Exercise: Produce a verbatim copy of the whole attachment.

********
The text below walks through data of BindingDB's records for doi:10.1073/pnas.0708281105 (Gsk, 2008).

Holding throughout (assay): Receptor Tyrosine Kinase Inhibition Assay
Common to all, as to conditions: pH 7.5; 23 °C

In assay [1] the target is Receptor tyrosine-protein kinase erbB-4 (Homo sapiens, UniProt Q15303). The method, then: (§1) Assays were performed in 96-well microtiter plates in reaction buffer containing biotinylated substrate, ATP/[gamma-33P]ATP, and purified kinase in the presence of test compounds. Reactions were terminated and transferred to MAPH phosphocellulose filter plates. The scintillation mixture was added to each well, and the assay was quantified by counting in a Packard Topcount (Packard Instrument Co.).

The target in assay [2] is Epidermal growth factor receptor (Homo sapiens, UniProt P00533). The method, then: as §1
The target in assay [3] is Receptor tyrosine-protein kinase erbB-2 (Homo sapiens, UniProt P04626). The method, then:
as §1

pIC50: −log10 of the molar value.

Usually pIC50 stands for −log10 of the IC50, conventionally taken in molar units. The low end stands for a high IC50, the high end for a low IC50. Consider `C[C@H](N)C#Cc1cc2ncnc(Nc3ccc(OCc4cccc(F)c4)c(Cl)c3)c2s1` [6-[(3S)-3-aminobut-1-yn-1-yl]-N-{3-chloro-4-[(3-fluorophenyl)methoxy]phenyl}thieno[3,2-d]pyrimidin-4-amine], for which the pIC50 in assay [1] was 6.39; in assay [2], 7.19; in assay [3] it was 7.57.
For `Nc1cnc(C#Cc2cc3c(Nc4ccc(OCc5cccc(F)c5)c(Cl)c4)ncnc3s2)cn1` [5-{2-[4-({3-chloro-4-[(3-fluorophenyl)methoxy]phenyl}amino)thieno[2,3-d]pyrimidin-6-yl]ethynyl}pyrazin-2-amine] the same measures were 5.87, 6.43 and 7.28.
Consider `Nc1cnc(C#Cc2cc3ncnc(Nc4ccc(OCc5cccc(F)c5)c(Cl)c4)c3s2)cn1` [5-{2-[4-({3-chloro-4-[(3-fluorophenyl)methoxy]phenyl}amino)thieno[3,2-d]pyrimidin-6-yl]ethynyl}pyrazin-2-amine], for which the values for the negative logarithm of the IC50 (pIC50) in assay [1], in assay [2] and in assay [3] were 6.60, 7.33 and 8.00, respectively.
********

The text below walks through data of BindingDB's records for doi:10.1073/pnas.0708281105 (Gsk, 2008).

Holding throughout (assay): Receptor Tyrosine Kinase Inhibition Assay
Common to all, as to conditions: pH 7.5; 23 °C

In assay [1] the target is Receptor tyrosine-protein kinase erbB-4 (Homo sapiens, UniProt Q15303). The method, then: (§1) Assays were performed in 96-well microtiter plates in reaction buffer containing biotinylated substrate, ATP/[gamma-33P]ATP, and purified kinase in the presence of test compounds. Reactions were terminated and transferred to MAPH phosphocellulose filter plates. The scintillation mixture was added to each well, and the assay was quantified by counting in a Packard Topcount (Packard Instrument Co.).

The target in assay [2] is Epidermal growth factor receptor (Homo sapiens, UniProt P00533). The method, then: as §1
The target in assay [3] is Receptor tyrosine-protein kinase erbB-2 (Homo sapiens, UniProt P04626). The method, then:
as §1

pIC50: −log10 of the molar value.

Usually pIC50 stands for −log10 of the IC50, conventionally taken in molar units. The low end stands for a high IC50, the high end for a low IC50. Consider `C[C@H](N)C#Cc1cc2ncnc(Nc3ccc(OCc4cccc(F)c4)c(Cl)c3)c2s1` [6-[(3S)-3-aminobut-1-yn-1-yl]-N-{3-chloro-4-[(3-fluorophenyl)methoxy]phenyl}thieno[3,2-d]pyrimidin-4-amine], for which the pIC50 in assay [1] was 6.39; in assay [2], 7.19; in assay [3] it was 7.57.
For `Nc1cnc(C#Cc2cc3c(Nc4ccc(OCc5cccc(F)c5)c(Cl)c4)ncnc3s2)cn1` [5-{2-[4-({3-chloro-4-[(3-fluorophenyl)methoxy]phenyl}amino)thieno[2,3-d]pyrimidin-6-yl]ethynyl}pyrazin-2-amine] the same measures were 5.87, 6.43 and 7.28.
Consider `Nc1cnc(C#Cc2cc3ncnc(Nc4ccc(OCc5cccc(F)c5)c(Cl)c4)c3s2)cn1` [5-{2-[4-({3-chloro-4-[(3-fluorophenyl)methoxy]phenyl}amino)thieno[3,2-d]pyrimidin-6-yl]ethynyl}pyrazin-2-amine], for which the values for the negative logarithm of the IC50 (pIC50) in assay [1], in assay [2] and in assay [3] were 6.60, 7.33 and 8.00, respectively.